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Who would have thought that a young woman bouncing a basketball would draw them outside of the safe place? They couldn't quite explain what kept pulling a few hundred of them through the yellow deserts, blood-red buttes and purple mesas of Arizona on the 5½-hour journey to Tempe to see each of her home games, which usually took place on Thursday and Saturday nights. They knew only that they must go, even if it sometimes meant turning around a few hours later and making the trip home, collapsing into bed at 3:30 a.m. to catch a few hours of sleep before work and then doing it all over again a day later.
If one were an eagle, one could gaze down and see the Diné who were embarking. The 16-year-old girl with cancer from Chinle, who made the seven-hour trip over and over again. The friends and aunts and grandmas who loved Sis, the secretaries and sheepherders who barely knew her, the busloads of Diné high school teams that had spent weeks selling raffle tickets and concessions to fund the excursions. And, too, the man hobbling toward the fleet of 30 rusting, rumpled vehicles scattered across his land—Sis's father, Ray Becenti.
A scrap heap, one might call this, a junkyard...or one might call it an offering of love to Sis. More than a few of these cars and trucks had perished taking Ray to and from her games, and others he had collected simply to cannibalize their parts and sustain his three or four functioning vehicles through another long basketball season. He winced and lowered himself into the battered gold '79 Cutlass—god knew how many miles its dead odometer was hiding. The blue Chevy '73 pickup nearby had gone through three engines and 300,000 miles, the white '79 Chevy pickup with the rod through its engine had gone 175,000, the gray '73 Chevy Blazer with the jammed differential case and the '79 Firebird had each endured another couple of hundred thousand, easy. In Sis's four years of college, Ray had missed only two home games. It took blizzards to keep him away.
Distance didn't daunt the People. For centuries the scarcity of water, vegetation and firewood on their land had forced them to scatter and live in small, remote family groups, often leaving one house for another with the change of the seasons. Ray watched his two teenage sons, Reyes and Ryan, jump into the car, eager for the motion and the distance. Once Ray had been like them, like most of the People; there was something about moving across open country at 65 mph that made their poverty and their past seem to melt away. The vastness of the land made a man feel insignificant, but there was exhilaration in that insignificance, a soaring freedom.
The Becentis, grandma and all, had thrown a mattress into the back of a pickup and traveled 3½ days to greet their eldest son, Ray Jr., when his aircraft carrier, the USS Kitty Hawk, returned to the naval base in Philadelphia. They had driven to Yellowstone to see Old Faithful gush, to Oklahoma, Colorado, Utah, Idaho and California so Ray and his wife, Eleanor, could play in Indian basketball tournaments; sometimes Ray felt like he had watched half of his life go by through a pickup's windshield. But somewhere, somehow, he had turned a corner. Open road, which once had made him think of everything that might be, now made him think of everything that never would be. He was 47, unemployed, with no cartilage left to keep bone from rubbing bone in both of his knees, and the wife who had always sat next to him on these trips was dead. "There's no feeling of freedom when I drive anymore," he said. "Now I think too much. Now I just want to get there."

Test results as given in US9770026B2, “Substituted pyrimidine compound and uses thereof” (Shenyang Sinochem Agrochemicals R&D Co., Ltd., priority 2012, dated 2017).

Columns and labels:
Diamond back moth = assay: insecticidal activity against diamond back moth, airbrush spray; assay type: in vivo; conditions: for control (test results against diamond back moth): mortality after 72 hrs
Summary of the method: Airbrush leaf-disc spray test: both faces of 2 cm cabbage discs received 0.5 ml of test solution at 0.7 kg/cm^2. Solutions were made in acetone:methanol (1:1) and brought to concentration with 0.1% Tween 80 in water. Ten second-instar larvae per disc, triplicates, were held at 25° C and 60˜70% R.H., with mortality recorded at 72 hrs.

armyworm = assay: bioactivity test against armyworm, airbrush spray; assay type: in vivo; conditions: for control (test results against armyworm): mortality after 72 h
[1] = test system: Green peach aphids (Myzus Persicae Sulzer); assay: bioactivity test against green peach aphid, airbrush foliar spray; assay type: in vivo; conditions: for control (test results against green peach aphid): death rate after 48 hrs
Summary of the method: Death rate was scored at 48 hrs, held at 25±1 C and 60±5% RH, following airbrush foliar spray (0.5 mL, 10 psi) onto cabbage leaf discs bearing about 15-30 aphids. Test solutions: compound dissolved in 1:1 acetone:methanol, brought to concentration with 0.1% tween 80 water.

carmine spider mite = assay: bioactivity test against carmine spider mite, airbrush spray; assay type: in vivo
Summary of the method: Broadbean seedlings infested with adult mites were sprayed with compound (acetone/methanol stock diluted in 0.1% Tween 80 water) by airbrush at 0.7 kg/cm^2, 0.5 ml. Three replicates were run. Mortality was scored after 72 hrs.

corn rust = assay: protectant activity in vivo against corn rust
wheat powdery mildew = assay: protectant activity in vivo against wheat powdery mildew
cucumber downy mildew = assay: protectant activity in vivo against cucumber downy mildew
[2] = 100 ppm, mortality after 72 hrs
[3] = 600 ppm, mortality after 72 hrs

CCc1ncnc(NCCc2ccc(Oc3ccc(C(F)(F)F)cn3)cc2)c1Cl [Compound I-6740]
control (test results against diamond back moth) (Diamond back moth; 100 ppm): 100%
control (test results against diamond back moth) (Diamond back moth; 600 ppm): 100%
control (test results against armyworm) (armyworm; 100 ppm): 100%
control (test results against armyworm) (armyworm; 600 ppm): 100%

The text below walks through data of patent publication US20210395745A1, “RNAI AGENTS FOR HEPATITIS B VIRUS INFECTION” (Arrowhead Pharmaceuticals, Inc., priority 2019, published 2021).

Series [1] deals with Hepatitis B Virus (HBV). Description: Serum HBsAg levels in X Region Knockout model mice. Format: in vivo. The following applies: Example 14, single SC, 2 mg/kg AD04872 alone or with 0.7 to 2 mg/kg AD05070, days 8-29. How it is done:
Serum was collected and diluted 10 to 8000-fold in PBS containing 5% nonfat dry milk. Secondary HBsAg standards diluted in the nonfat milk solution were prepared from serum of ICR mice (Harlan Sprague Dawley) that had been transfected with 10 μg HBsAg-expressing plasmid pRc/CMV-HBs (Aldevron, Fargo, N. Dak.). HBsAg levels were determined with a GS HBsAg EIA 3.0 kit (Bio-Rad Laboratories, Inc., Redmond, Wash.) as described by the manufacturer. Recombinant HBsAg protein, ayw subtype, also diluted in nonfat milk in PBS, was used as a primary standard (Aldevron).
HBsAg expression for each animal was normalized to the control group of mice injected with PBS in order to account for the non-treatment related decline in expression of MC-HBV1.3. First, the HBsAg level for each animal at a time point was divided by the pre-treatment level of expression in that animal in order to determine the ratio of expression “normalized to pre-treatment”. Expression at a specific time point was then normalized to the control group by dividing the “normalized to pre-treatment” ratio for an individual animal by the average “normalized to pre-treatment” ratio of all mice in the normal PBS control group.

The wealth of a Diné family is measured by its closeness; Ray's wealth was running through his fingers. His two oldest sons had left for the Navy, and the next oldest, Reyes, was about to enter a vocational tech school 300 miles away in Phoenix. How could Ray stop him? Nearly half of the men on the reservation were unemployed; Ray himself had been laid off in June after 14 years as a property clerk for the local school district. His youngest son, Ryan, a junior in high school, was planning to go to Denver to study after graduation. That left a man with aching knees staring out the window of a dented '79 Cutlass at the sagebrush and the dried-out creek beds, wondering who in hell he would lean on one day not so far off and what had happened, so suddenly, to this world.
That left his only daughter. That left Sis.
The daughter's home was where a Diné parent usually lived his last years—just last summer Ray had changed ownership of the family house in Fort Defiance from the name of his late wife to that of Ryneldi. There was one problem. Ray's daughter was a 5'7" all-conference guard at Arizona State. Ray's daughter had been a junior college All-America for two years at Scottsdale (Ariz.) Community College and had led the Pac-10 last season in both assists and steals. No Diné before her, male or female, had ever been a starter for a major college basketball team. Now she was a 21-year-old senior, a sociology major scheduled to graduate in December. Now she was talking about playing pro basketball in Europe and trying out for the '96 Olympics.
Basketball, Ray knew and loved. As a boy, when he wasn't herding sheep or hauling firewood, he had spent every spare moment shooting a small rubber ball at a basket made from a coffee can with a gunnysack hanging from its bottom lip like an old man's beard. But his daughter kept talking about something he didn't know. She kept talking about chasing a dream.
"It's different out here, Dad," Ray Jr. had tried to explain to him one night in San Diego. Ray Sr. had just driven the family 12 hours to see his son graduate from boot camp in the Navy, and he couldn't understand where all the other parents were. "Once you're 18 out here," Ray Jr. told him, "you're on your own."